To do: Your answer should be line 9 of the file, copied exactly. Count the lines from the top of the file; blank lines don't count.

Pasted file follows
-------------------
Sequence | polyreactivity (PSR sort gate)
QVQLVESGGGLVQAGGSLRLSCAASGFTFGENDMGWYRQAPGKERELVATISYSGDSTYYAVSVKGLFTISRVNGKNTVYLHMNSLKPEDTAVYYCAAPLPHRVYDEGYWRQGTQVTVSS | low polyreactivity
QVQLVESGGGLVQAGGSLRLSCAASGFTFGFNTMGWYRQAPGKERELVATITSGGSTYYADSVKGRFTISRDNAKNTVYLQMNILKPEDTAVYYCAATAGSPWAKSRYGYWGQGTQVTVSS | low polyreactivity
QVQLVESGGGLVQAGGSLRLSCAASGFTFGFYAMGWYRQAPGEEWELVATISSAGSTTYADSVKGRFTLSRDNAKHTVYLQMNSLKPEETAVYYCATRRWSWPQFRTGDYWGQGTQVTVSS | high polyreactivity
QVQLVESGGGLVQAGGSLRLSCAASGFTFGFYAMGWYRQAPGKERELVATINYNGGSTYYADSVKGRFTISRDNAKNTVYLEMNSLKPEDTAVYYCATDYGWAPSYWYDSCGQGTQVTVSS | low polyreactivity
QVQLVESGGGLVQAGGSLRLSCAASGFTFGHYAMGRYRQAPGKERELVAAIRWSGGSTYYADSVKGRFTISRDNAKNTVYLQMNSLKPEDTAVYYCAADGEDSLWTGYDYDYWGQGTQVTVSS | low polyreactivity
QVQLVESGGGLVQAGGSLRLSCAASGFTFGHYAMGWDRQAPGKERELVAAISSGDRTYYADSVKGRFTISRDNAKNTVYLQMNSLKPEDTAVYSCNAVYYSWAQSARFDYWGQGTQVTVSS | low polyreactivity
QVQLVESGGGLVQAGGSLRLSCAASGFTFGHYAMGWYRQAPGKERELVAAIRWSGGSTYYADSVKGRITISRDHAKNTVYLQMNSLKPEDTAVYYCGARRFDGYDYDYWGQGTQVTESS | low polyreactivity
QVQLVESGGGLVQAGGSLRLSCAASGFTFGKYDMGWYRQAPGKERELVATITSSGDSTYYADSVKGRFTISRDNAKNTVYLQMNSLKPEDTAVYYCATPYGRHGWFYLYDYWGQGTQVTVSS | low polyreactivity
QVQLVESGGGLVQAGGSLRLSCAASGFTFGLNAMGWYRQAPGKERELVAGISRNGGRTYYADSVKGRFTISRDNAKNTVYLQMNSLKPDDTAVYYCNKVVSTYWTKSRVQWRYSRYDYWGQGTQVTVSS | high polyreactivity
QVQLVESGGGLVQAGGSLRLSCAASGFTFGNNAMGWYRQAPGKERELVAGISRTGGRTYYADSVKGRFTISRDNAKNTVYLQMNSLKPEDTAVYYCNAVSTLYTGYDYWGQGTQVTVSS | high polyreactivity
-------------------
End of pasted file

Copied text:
QVQLVESGGGLVQAGGSLRLSCAASGFTFGKYDMGWYRQAPGKERELVATITSSGDSTYYADSVKGRFTISRDNAKNTVYLQMNSLKPEDTAVYYCATPYGRHGWFYLYDYWGQGTQVTVSS | low polyreactivity